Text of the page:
Custody cases can be emotionally intense. They can become even more complicated when there is a third-party custody petition. In Washington, third-party custody is referred to as guardianship of a minor. The expectations for this type of case are somewhat different than for a standard custody case involving both parents.
What is third-party custody?
Third-party custody involves a person other than a biological or adoptive parent seeking custody of a child. The petition can be made by the person seeking custody, which is often a relative such as a grandparent, sibling, uncle or aunt. It can also be made by a person suggesting that custody should be granted to someone besides the child’s parents. These petitions have a heavier burden of proof on the third-party seeking custody, as they must prove that parental custody in their case is not in the best interests of the child, including the parents being out of the child’s life or incapable, financially or emotionally of taking care of the child.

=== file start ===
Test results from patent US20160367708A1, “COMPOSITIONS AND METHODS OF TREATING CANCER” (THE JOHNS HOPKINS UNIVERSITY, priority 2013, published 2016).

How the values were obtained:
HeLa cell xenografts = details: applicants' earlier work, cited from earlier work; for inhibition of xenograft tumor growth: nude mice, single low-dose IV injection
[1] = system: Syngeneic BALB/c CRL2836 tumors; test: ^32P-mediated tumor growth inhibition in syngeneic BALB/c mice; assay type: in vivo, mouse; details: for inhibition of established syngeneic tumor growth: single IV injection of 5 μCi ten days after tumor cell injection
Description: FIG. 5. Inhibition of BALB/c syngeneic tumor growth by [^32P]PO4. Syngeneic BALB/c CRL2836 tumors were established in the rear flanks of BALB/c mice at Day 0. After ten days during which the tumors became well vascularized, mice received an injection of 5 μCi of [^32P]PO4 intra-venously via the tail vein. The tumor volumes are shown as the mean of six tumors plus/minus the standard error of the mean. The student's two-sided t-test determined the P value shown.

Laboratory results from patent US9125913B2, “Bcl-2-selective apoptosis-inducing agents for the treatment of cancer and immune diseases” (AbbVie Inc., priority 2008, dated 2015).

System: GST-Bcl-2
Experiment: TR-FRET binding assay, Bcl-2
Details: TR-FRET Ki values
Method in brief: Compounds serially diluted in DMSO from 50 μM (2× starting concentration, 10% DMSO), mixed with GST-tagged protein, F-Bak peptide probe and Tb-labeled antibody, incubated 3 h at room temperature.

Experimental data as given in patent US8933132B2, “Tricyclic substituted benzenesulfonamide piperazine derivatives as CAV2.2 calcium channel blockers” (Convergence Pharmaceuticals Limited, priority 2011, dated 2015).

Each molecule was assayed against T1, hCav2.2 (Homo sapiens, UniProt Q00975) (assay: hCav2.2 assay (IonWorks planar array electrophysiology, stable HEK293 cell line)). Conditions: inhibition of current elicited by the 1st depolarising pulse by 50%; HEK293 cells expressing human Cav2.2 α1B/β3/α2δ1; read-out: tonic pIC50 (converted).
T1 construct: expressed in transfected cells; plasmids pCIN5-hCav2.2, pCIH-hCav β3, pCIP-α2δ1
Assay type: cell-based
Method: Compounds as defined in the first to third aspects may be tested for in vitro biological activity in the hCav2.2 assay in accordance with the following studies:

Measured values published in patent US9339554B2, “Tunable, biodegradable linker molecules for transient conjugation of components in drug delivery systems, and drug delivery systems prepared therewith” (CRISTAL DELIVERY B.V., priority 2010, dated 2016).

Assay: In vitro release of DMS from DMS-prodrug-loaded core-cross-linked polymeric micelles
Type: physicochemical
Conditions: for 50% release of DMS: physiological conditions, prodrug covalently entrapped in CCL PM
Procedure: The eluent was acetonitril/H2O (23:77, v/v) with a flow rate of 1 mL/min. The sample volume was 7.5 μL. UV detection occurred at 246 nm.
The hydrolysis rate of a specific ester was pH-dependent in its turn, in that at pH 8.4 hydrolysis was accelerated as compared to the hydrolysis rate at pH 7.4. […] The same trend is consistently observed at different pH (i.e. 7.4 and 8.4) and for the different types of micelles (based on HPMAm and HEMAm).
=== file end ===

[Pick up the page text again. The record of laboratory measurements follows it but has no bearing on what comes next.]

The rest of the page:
What to expect during the court hearing?
In third-party custody cases, the person seeking custody must show that the child should not be placed with the parent. For this reason, the judge will expect evidence and ask questions related to a variety of topics, including:
• What makes the parent incapable of taking care of the child?
• How will the child benefit from living with the third party instead of a biological parent?
• What is the relationship between the child and the third party?
• How will the child’s financial needs be met?
• What is the relationship between the third party and the biological parents like?
• How do the third party and the biological parents communicate?
Generally, courts view joint custody between parents as in the best interest of the child. However, if the court finds the evidence presented to fully show that the child will be cared for and protected living with the third party, the court will grant guardianship of the minor.